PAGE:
Adam Curtis - The Century of the Self (2002)
Friday, March 30, 2007
The Century of The Self
Adam Curtis' acclaimed series examines the rise of the all-consuming self against the backdrop of the Freud dynasty.
To many in both politics and business, the triumph of the self is the ultimate expression of democracy, where power has finally moved to the people. Certainly the people may feel they are in charge, but are they really? The Century of the Self tells the untold and sometimes controversial story of the growth of the mass-consumer society in Britain and the United States. How was the all-consuming self created, by whom, and in whose interests?
The Freud dynasty is at the heart of this compelling social history. Sigmund Freud, founder of psychoanalysis; Edward Bernays, who invented public relations; Anna Freud, Sigmund's devoted daughter; and present-day PR guru and Sigmund's great grandson, Matthew Freud.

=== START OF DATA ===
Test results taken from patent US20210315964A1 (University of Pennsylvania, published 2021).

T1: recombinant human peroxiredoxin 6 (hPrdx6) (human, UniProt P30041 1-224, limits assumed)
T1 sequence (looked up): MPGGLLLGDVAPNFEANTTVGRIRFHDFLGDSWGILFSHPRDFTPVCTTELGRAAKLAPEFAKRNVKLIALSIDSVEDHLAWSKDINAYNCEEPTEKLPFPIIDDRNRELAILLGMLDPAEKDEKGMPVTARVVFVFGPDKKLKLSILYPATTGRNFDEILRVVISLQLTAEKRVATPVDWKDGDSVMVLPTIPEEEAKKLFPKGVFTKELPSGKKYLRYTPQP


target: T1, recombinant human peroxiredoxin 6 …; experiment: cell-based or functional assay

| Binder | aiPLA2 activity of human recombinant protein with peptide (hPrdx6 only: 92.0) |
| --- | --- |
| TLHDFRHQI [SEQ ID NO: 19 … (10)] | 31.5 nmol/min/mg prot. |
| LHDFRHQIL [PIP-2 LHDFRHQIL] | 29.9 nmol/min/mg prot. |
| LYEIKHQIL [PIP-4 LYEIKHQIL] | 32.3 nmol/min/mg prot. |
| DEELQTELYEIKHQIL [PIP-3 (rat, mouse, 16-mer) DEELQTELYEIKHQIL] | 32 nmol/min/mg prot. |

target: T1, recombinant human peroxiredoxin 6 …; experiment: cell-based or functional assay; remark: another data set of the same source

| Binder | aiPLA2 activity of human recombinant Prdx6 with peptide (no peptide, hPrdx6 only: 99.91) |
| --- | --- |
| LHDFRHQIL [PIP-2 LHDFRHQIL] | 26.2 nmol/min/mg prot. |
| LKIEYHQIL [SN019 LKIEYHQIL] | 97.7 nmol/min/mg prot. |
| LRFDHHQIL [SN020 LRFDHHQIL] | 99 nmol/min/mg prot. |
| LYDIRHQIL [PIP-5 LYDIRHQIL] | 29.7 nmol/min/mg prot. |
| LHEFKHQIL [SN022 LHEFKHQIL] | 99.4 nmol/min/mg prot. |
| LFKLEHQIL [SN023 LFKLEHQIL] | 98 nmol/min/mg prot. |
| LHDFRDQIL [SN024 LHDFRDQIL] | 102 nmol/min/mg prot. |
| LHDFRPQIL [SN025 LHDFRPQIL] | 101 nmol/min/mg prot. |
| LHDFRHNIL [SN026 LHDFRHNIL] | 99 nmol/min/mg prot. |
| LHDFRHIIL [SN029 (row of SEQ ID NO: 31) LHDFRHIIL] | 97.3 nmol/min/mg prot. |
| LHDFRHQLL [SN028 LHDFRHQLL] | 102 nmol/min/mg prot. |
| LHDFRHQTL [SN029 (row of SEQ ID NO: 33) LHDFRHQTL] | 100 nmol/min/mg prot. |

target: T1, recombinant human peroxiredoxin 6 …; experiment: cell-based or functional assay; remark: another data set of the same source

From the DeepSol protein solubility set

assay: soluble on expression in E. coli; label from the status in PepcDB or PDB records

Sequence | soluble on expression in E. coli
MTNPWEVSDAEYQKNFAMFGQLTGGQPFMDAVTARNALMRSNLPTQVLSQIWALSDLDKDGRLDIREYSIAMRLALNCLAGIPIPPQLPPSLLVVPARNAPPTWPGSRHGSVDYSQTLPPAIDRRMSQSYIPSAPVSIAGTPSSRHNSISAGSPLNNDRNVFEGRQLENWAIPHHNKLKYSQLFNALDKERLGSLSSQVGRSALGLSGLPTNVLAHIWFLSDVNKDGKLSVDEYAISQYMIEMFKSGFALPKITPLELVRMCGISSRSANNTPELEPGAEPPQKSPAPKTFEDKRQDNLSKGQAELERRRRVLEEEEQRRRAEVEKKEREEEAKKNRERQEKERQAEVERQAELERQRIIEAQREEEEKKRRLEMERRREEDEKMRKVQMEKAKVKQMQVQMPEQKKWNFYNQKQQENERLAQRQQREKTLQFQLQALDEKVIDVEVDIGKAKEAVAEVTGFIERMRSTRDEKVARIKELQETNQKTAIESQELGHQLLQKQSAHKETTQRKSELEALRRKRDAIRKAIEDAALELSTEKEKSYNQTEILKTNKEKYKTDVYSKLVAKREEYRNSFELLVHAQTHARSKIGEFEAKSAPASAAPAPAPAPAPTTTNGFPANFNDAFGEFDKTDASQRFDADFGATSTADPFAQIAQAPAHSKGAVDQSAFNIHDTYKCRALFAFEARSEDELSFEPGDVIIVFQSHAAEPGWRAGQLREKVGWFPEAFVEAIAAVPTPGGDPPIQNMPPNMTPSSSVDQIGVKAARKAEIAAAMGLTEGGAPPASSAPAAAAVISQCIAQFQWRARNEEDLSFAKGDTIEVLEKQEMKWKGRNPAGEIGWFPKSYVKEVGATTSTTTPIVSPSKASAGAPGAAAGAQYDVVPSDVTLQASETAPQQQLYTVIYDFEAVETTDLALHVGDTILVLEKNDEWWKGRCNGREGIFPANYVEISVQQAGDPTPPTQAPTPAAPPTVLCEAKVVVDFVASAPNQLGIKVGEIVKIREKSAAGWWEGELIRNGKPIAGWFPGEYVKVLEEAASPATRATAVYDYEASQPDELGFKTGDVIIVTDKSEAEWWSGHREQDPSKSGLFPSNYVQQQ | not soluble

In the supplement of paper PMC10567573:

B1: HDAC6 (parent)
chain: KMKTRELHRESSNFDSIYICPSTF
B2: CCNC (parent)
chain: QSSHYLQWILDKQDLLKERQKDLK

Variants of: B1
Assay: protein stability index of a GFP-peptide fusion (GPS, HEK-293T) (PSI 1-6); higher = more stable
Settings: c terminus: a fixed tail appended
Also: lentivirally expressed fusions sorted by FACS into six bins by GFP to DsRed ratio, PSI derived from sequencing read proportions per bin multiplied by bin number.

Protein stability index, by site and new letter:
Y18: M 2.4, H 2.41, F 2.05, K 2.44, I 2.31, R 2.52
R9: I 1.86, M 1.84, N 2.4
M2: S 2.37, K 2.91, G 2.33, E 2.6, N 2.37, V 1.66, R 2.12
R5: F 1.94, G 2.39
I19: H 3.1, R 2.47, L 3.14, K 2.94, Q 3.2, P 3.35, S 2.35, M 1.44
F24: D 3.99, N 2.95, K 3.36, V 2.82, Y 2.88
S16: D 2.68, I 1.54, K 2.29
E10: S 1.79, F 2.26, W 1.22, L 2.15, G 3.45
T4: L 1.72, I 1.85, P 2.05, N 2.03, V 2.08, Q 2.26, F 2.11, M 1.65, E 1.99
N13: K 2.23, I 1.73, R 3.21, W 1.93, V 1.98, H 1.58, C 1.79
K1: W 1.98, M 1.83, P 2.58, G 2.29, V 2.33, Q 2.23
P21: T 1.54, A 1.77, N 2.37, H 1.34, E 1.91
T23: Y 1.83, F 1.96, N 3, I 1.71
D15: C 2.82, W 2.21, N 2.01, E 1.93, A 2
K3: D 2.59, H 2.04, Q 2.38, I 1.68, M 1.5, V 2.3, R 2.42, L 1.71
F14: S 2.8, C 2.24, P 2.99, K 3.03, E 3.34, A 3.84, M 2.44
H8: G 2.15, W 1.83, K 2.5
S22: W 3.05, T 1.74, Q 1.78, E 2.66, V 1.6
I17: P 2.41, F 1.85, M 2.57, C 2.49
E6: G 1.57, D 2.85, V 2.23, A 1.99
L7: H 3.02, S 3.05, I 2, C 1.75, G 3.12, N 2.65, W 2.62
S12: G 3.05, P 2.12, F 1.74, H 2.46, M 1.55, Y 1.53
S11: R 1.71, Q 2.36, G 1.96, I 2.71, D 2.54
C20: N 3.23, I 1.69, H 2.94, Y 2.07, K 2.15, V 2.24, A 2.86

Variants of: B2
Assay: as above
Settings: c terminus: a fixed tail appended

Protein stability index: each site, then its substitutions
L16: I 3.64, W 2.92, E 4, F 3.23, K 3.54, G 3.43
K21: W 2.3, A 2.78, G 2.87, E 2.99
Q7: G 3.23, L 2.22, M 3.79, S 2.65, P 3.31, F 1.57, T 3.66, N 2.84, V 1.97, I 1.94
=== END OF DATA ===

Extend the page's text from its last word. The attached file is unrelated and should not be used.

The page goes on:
Sigmund Freud's work into the bubbling and murky world of the subconscious changed the world. By introducing a technique to probe the unconscious mind, Freud provided useful tools for understanding the secret desires of the masses. Unwittingly, his work served as the precursor to a world full of political spin doctors, marketing moguls, and society's belief that the pursuit of satisfaction and happiness is man's ultimate goal.
01 Happiness Machines: Edward Bernays and the invention of public relations and modern advertising
02 The Engineering of Consent: How the US Government turned to psychoanalytic principles after WWII as a reaction against the Nazi state. Focusing on the rise and fall of Anna Freud.
03 There Is A Policeman Inside All Our Heads. He Must Be Destroyed: How the reaction against Freudian ideas in the 1950s and 60s ended up making it even easier to control the public
04 Eight People Sipping Wine in Kettering: How the left turned to psychoanalytic principles to regain power in the US and Britain in the 1990s.
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